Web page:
and moving towards eCRM in exactly the same way that Vignette and BroadVision are moving from eCRM towards CRM. Nortel/Clarify’s core aim is to incorporate all customer touchpoints under a single framework and they are well positioned to provide the link between CRM and eCRM. Maybe they are considering acquiring digital domain expertise to enhance their ‘e’ credentials?
Onyx has made a name for itself through being the first CRM company to push the concept of using portals as web interfaces to the underlying information. These portals aggregate the information and provide tools to use it as well as giving personalised views depending on the target market. There are 3 such portals in the product suite: Employee, Customer and Partner portals. Underpinning all these is an e-Business engine which provides data, workflow and integration capabilities.
Onyx, along with MicroStrategy and many of the other CRM vendors, is also making a strong play towards wireless with recent releases of two mobile products, ‘Mobile Client’ and ‘Outlook’.
Portal-based interface; customer self-service features; mobile offering; comprehensive suite of products
Dependence on Microsoft technology; interactive capabilities under-developed compared to self-service component; e-commerce / content management capabilities not core competencies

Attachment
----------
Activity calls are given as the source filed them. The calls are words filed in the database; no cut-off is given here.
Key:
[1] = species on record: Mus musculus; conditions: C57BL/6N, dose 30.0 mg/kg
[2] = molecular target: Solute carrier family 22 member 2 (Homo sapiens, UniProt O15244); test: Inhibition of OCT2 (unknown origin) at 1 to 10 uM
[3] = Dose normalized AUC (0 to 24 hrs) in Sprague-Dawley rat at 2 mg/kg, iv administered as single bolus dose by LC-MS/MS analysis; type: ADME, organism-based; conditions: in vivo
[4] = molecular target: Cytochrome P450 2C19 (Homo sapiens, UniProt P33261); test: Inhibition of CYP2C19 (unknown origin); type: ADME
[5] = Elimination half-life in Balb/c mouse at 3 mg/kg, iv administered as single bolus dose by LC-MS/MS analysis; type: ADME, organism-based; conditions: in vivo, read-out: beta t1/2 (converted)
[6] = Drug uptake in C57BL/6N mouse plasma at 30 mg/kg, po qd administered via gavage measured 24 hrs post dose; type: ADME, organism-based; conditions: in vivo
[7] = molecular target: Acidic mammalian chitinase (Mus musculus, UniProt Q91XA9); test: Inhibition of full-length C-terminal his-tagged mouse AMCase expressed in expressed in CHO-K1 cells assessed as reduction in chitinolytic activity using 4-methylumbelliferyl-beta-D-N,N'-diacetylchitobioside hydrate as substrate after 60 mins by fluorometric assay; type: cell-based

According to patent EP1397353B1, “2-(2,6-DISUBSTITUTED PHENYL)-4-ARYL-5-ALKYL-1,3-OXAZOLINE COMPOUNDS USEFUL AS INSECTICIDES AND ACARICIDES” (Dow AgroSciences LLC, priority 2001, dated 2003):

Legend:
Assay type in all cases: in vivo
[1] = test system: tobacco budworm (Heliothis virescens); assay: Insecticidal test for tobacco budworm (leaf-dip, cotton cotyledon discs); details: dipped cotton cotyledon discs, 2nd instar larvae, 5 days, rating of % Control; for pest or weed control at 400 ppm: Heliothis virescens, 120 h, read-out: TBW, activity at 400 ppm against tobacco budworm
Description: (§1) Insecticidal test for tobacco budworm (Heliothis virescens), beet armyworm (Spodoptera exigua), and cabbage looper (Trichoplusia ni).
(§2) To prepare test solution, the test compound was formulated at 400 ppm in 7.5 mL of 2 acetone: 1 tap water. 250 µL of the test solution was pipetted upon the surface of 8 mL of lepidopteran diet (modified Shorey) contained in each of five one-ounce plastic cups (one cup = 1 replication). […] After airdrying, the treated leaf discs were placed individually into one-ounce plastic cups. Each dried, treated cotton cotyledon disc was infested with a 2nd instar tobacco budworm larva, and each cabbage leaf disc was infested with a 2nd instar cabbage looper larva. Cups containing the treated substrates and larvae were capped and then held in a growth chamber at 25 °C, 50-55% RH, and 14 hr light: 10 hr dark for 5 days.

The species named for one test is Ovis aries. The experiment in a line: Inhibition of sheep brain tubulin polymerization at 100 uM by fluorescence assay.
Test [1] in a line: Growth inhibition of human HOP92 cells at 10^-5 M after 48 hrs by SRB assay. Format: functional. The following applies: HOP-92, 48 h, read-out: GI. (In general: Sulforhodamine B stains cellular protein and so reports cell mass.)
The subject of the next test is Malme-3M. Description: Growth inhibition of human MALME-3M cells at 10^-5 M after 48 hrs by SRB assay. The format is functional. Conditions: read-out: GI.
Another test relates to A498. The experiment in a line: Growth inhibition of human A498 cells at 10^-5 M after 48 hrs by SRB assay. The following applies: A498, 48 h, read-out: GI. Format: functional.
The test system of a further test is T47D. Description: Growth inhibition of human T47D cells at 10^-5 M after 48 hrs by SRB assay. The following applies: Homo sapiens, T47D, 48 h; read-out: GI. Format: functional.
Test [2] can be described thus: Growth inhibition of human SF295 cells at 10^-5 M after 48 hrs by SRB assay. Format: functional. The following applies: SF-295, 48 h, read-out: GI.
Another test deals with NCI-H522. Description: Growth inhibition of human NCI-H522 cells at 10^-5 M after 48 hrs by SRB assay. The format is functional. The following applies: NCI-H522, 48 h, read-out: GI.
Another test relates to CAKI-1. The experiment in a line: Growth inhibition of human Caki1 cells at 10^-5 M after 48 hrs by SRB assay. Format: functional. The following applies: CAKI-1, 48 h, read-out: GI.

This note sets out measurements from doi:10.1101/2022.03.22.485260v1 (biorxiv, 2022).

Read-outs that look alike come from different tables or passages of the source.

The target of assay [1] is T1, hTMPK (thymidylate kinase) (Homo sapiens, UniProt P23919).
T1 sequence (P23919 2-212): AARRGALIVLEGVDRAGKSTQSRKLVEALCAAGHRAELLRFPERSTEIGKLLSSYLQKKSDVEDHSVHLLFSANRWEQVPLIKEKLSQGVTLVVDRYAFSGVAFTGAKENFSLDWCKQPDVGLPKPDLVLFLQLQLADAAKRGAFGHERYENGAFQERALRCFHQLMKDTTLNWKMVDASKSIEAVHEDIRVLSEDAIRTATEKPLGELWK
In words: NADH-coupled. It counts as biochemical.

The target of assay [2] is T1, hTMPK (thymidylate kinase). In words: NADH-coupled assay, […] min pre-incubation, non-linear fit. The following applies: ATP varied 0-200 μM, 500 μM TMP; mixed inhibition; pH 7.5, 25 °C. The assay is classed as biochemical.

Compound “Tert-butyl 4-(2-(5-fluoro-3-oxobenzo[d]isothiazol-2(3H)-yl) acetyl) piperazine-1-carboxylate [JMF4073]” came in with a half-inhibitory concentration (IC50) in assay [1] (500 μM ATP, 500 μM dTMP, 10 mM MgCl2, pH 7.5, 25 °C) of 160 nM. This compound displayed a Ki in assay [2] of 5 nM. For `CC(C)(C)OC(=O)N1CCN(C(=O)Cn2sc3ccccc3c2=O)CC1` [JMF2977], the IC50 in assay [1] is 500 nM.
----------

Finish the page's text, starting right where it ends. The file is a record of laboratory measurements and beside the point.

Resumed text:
Onyx sees itself as one of the remaining big players following a market shake out. With over 600 customers and a serious commitment to international growth (they have full service offices in 10 countries across the globe) they have a good chance of achieving this. The portal mindshare that they have won has helped position them as ‘e-business competent’ as well as having the more ‘traditional’ CRM capabilities, which could be very important as there is increased convergence and consolidation.
MicroStrategy’s background was in providing professional services to support Business Intelligence solutions, an area where they were very strong. More recently they have build up their own product line combining analytic and operational customer relationship management capabilities, unifying in real time all inbound and outbound interactions with customers as well as providing campaign measurement and real time personalisation. The platform has been internet-designed from the ground up and is based on a server-centric XML architecture.